Thursday, March 22, 2007

Queen Marie Leszczynska

Marie Leszczynska (1703-1768) was the queen of Louis XV, and the grandmother of Louis XVI. She was the last Queen of France before Marie-Antoinette. According to Jean Chalon, the author of Chere Marie-Antoinette, Queen Marie tightened up the rigorous court etiquette that Marie-Antoinette later relaxed because it was so suffocating. The daughter of a dethroned monarch and wife of a blatantly unfaithful husband probably needed the highly ritualized pomp to boost her morale and her rank more than did the "daughter of the Caesars."

Yes, Marie Lesczynska's father was the dethroned king of Poland and her early life was complicated by upheaval and exile. Yet for this very reason, she was chosen to be the bride of the teenage Louis XV, because she had no political entanglements at all. Her father Stanislaus Leszczynski was delighted when asked for his daughter's hand, as is related here:

A messenger arrives from Versailles with a letter for Stanislaus. Shock! Delight! He rushes to where his wife and daughter sit talking and working at their needle-crafts.
"Down on our knees in thanks to God!"
"Are you restored to the Polish throne?"
"Heaven is still more gracious: you are queen of France."

They embraced with tears, and knelt to thank God for having delivered them from their trials.

At age 22 Marie married the 16 year old king. She was pretty and very devout. They were happy and in love for about a decade; the queen gave birth to ten children. Later, she was blamed for throwing Louis XV out of bed on certain holy days, but that may be just gossip; perhaps she had a health problem, who knows. At any rate, Louis began a career as a womanizer, his most famous mistress being Madame de Pompadour, who ruled France at his side.

Queen Marie quietly devoted herself to her faith and her family. Courtiers mocked her Polish ways and called her La Polonaise even as later they would call Marie-Antoinette L'Autrichienne. All of Marie's children were as religious as she was; her youngest daughter Madame Louise became a Carmelite nun and a Blessed of the Church. Some of her grandchildren were quite pious as well, especially Louis XVI, Madame Clothilde, and Madame Elisabeth. Clothilde was declared a Venerable and Louis XVI and Madame Elisabeth can be regarded as martyrs in that they were killed for their religious principles.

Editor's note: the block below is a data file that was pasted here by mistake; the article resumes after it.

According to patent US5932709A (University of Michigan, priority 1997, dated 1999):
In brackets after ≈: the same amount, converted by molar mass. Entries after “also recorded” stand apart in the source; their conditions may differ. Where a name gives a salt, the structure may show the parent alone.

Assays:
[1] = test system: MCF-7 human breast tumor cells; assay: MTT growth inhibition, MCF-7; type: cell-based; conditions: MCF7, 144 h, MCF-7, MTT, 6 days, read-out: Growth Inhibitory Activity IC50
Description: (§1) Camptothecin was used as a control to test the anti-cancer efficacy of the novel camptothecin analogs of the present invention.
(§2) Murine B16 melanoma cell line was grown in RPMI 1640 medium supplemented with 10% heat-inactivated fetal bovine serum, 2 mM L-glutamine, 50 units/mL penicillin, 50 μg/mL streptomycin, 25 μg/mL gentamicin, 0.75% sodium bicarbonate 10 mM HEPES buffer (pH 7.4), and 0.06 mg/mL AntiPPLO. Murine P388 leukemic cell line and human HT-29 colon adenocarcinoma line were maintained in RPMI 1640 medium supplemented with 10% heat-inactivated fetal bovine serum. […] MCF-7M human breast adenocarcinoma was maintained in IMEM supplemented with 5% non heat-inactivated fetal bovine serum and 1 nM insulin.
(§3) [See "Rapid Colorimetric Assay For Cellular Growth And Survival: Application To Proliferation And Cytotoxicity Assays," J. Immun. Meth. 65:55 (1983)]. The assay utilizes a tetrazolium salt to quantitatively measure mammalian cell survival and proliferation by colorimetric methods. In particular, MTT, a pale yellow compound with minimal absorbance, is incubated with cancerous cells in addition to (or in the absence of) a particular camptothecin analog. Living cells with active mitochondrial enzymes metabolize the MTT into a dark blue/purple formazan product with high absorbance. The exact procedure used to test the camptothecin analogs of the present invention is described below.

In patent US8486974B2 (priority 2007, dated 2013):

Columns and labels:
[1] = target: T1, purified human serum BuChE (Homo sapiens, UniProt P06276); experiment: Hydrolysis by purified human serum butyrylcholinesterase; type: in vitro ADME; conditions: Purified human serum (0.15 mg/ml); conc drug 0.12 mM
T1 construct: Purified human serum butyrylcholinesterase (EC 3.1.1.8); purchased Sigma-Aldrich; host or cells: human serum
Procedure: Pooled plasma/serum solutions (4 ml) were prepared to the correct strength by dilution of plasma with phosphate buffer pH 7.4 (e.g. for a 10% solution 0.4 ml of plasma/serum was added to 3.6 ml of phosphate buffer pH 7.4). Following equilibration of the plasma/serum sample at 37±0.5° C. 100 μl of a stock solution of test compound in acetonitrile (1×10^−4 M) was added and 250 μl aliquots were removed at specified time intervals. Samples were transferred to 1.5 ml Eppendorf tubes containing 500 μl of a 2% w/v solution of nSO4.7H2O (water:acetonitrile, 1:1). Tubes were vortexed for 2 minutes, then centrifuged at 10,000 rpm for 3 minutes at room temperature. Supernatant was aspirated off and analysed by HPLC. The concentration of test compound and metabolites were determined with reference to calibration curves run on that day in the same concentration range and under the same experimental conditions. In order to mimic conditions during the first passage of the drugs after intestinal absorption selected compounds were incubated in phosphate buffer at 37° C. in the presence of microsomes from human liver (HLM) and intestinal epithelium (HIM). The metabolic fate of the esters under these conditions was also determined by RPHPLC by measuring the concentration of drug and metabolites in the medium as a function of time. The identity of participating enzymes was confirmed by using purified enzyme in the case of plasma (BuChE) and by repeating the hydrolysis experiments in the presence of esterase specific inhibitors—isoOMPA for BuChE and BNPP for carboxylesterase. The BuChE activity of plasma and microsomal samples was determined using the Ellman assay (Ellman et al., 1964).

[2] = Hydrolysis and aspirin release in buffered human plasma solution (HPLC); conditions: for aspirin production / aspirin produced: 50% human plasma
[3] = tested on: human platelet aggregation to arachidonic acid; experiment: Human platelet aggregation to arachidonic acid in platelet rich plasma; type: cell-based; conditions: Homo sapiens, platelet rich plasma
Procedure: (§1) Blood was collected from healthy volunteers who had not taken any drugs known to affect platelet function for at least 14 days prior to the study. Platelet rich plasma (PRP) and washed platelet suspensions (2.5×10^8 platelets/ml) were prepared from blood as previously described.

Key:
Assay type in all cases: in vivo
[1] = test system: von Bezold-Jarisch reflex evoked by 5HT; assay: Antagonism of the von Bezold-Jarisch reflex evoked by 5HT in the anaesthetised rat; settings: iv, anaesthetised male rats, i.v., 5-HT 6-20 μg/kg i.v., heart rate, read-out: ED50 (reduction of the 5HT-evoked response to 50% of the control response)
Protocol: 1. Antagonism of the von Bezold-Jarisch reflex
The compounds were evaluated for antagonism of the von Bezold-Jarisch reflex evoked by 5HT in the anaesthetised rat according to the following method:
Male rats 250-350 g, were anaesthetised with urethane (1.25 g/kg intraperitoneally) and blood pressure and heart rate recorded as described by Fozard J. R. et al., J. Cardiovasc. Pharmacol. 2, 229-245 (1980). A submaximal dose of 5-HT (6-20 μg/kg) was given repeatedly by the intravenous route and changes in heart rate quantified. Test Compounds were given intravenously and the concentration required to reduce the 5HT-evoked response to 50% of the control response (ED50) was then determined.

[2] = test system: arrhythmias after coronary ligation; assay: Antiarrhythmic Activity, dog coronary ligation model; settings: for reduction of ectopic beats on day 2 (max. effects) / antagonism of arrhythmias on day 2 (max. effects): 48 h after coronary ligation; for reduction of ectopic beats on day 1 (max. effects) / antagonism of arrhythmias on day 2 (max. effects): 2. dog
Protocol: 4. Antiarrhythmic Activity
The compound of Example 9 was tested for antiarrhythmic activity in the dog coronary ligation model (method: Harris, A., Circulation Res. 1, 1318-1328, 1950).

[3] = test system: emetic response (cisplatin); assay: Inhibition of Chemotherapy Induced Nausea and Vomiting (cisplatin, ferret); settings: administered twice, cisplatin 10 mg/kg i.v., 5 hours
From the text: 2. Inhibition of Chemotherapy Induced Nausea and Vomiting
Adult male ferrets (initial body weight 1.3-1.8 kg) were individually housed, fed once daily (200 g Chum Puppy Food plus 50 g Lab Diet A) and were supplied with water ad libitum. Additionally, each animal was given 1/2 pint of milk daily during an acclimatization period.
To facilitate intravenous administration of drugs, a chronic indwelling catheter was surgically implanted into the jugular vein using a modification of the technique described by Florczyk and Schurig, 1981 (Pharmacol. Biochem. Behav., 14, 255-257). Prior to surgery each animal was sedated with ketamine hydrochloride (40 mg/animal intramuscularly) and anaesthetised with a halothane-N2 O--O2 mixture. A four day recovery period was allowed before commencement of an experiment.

When she died in 1768, Louis XV sincerely mourned the mother of his children, and we hope he regretted causing her such pain with his infidelities.


Anonymous said...

Thanks for this post on Queen Marie Leszczynska! I knew little about her. Not to mention she's been so overshadowed by Mme de Pompadour. Thanks for bringing her forward.

Anonymous said...

Hi, I just found this blog and was wondering...some years ago I was trying to aquire a copy of some letters written to Maries father by her during her life. I know that they were published twice, once in the 20th centery. Also do you know the house or the place that she was actually exicelld to once Pomadour was at her strongest? the info on Marie is very scarce. thanks for your time,

elena maria vidal said...

Mark, here is a book:
Lettres du roi Stanislas a Marie Leszczynska 1754–1766 (Paris and Nancy, 1901)

I think she mostly stayed in her apartments at Versailles, to be close to her children. Pompadour was the one who would go off with the king to one of the Trianons.

Anonymous said...

Thanks for your reply. I did think at one time Marie did leave Versailles for some time (maybe I am wrong)but later came back and then went into solitude there. Maybe it was to he fathers place in Lorraine some where. And I will try to find out some more about the book that you mentioned. Thanks again!